Presented by: Natalie Ellis
Seeking ways to connect with higher education’s millennial generation prompted an in-depth search for learning instruction that would serve to create a maximized classroom potential. The central research question is do student assessment scores improve with team based learning instructional practices relative to instruction provided in a typical lecture and test strategy? Comparing learning assessment outcomes of an identical class while using two different teaching strategies of traditional and team-based practices in the two concurrent years of 2014 and 2015, evaluation outcomes are considered as they apply to the base class’s millennial generation (Huggins & Stamatel, 2015). Today’s dilemma of encouraging students to read and be prepared for class aren’t being met and there was a clear need to pursue alternate strategies. While the team-based learning instruction style created in the early 2000’s is not a new pedagogy it seeks to advance student preparation and provide classroom interchange reinforcement leading to higher order learning synthesis. A comparative study involving multiple student groups over the course of one year are at focus with assessment outcomes being evaluated. (Davidson, Major, & Michaelsen, 2014). The analysis considers if student-learning outcomes improve in the latter and will they be able to contribute to future course process development and quasi-design research. The point of connection held for team-based learning is understanding generational influences. Currently, there are approximately six different generational groups living in a global community that embody different learning styles dependent on the cultural context and their times settings according to the 2014 U.S. Census Bureau (Bureau, 2014). Considering typical college entry points and subsequent college rank levels, today’s classes are comprised of those ranging in age from 17 or 18 and above placing generational categories firmly as those born in the 1980’s and 1990’s. While obviously there remain students coming back to campus from all generations, the research study within this work is focusing upon the millennial generation and their learning influences (Frame & Cailor, 2015). The millennial has distinctive hallmarks of being multi-tasking individuals that are comfortable in an electronic world and that prefer learning in a relaxed team environment. While these characteristics might be considered stereotypical, the connection can be considerable when contemplating different pedagogies that ultimately focus upon the highest classroom learning outcomes possible. While the baby boomers responded well to the traditional lecture and test method, reaching a group of people that value content over grades and working in a multi-functional environment, the pedagogy of team-based learning seems ideal. Team-based learning ideally connects with primary millennial learning characteristics. Thus, the purpose of this paper is to identify (a) assessment value differences between traditional and team based learning instruction; (b) explore student evaluation comments in end of semester findings; and (c) discuss the operational challenges and opportunities of team-based learning. A total of 28 students from the first fall with an additional 33 students will be participating in the pilot course development and will be the study’s focus and analysis.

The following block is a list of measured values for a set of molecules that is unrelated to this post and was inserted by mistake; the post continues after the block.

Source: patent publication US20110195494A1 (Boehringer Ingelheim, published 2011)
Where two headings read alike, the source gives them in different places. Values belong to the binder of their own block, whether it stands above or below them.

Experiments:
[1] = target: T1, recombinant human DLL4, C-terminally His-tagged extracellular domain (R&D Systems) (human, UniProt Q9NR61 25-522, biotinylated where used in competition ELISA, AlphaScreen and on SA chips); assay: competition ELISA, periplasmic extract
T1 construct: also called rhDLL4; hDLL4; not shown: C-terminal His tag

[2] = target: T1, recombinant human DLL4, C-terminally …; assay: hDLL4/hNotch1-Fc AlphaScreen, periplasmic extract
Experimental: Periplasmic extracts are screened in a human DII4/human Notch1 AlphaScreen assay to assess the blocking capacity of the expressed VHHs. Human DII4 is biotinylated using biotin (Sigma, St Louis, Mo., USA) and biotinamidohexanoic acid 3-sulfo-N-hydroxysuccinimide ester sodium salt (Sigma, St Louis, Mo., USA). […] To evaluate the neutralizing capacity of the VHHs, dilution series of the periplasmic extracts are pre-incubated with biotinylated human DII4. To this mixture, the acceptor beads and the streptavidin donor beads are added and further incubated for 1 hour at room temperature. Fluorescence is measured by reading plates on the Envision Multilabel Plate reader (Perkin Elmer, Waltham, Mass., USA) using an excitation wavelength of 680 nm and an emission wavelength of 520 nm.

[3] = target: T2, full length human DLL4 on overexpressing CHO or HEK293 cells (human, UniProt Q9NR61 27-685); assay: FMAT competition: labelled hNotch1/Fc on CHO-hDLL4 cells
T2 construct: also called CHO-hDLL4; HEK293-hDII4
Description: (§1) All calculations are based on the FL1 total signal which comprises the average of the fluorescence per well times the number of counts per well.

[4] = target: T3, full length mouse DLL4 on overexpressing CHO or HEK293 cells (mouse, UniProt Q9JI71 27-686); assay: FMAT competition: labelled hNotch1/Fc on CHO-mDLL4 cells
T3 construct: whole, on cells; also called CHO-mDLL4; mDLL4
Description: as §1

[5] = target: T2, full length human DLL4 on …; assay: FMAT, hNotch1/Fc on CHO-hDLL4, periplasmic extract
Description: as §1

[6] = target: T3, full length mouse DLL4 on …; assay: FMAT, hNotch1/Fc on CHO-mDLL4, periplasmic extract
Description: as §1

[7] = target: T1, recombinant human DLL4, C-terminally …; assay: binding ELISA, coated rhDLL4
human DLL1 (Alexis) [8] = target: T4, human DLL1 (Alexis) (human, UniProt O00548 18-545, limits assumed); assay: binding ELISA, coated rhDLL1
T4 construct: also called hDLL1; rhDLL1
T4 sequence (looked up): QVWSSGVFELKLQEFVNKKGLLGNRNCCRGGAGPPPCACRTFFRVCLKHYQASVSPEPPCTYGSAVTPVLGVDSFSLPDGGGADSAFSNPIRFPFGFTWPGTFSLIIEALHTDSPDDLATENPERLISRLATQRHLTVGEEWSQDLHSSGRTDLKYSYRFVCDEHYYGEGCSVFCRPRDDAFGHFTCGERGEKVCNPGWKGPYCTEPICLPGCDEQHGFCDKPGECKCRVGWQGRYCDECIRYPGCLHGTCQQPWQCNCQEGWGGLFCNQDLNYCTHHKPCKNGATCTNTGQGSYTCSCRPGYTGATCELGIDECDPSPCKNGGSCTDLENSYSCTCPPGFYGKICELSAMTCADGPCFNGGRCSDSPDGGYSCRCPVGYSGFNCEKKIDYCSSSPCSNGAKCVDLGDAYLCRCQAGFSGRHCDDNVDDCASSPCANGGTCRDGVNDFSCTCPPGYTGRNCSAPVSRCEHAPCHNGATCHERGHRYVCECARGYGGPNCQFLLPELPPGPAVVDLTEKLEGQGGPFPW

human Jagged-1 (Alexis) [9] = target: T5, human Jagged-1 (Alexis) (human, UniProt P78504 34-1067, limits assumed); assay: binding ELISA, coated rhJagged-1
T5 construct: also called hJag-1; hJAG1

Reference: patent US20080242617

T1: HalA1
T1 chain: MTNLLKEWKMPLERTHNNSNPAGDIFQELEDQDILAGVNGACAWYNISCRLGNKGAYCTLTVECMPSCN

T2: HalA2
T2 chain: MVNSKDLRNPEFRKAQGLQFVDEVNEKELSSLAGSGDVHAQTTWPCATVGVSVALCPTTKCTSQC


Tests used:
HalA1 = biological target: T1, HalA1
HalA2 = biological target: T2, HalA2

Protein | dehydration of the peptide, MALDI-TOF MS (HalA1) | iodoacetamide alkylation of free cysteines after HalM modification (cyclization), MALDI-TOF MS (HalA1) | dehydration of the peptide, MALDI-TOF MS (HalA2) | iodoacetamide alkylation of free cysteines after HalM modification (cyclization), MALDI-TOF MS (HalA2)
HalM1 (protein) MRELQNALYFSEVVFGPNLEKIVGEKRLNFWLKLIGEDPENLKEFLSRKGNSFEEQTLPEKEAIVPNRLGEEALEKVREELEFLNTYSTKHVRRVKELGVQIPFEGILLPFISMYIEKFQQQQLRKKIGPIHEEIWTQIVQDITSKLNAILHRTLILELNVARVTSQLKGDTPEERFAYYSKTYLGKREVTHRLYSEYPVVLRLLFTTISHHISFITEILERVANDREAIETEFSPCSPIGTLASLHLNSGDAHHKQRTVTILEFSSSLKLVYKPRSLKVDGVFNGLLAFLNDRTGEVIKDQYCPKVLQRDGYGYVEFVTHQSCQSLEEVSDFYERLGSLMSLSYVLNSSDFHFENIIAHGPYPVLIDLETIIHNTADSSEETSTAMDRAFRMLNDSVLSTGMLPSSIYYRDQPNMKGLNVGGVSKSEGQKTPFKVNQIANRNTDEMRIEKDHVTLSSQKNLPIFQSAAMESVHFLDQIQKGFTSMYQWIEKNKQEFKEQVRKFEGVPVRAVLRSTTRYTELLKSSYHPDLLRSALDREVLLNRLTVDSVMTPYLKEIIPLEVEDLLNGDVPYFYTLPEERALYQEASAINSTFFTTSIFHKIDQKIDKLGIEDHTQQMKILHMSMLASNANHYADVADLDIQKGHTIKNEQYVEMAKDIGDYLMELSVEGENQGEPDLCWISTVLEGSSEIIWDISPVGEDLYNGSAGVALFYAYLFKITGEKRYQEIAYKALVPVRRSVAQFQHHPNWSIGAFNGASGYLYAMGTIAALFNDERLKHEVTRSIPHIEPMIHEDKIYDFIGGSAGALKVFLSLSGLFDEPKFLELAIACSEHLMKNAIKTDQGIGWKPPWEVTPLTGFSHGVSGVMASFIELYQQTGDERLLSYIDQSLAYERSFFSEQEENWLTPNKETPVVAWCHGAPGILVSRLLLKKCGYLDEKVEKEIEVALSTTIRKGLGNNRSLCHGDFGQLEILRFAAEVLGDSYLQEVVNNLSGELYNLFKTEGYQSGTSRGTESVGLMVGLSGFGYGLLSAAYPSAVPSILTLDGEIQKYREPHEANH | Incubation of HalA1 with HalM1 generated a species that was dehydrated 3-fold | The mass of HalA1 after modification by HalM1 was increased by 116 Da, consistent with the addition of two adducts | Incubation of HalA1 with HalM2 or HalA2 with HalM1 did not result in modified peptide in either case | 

- Bureau, U. C. (2014, December 04). New census bureau statistics show how young adults today compare with previous generations in neighborhoods nationwide. Retrieved 09 13, 2015, from U.S. Census Bureau: http://www.census.gov/newsroom/press-releases/2014/cb14-219.html
- Davidson, N., Major, C., & Michaelsen, L. (2014). Team based learning practices and principles in comparison with cooperative learning and problem based learning. Journal on Excellence in College Teaching.
- Frame, T. R., & Cailor, S. M. (2015). Student perceptions of team-based learning vs lecture-based learning. American Journal of Pharmaceutical Education, 79.
- Huggins, C. M., & Stamatel, J. P. (2015). An exploratory study comparing the effectiveness of lecturing versus team-based learning. Teaching Sociology, 227-235. doi:10.1177/0092055X15581929